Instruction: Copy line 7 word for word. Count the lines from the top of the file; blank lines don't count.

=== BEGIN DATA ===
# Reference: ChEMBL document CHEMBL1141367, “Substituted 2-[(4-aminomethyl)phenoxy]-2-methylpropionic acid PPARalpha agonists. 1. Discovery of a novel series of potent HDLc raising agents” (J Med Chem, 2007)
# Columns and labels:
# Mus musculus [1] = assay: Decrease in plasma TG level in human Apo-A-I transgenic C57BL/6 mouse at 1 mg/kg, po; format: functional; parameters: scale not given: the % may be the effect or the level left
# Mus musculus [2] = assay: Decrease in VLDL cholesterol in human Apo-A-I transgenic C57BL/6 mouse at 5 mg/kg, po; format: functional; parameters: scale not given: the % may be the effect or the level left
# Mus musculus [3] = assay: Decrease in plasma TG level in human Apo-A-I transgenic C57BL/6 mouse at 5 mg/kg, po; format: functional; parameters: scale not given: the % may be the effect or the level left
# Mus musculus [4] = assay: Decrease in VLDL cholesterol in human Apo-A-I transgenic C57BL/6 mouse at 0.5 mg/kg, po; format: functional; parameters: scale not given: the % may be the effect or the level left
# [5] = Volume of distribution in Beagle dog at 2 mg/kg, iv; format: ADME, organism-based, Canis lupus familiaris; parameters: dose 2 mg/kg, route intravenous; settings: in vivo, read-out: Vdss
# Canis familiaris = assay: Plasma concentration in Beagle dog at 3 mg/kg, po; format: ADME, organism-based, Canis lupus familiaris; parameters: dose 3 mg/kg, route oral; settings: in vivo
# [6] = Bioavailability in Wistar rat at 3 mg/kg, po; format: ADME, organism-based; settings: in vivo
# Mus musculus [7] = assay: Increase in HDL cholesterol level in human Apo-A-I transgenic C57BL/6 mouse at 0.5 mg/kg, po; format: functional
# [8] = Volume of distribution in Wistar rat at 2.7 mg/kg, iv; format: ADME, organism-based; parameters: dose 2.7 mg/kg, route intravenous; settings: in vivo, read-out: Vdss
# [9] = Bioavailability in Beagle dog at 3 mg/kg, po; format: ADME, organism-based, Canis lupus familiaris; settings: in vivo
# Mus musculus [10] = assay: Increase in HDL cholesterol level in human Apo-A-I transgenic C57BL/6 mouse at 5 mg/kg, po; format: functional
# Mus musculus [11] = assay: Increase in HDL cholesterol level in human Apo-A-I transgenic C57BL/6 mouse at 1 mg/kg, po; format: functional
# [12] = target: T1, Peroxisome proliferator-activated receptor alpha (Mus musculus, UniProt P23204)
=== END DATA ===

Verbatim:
# [5] = Volume of distribution in Beagle dog at 2 mg/kg, iv; format: ADME, organism-based, Canis lupus familiaris; parameters: dose 2 mg/kg, route intravenous; settings: in vivo, read-out: Vdss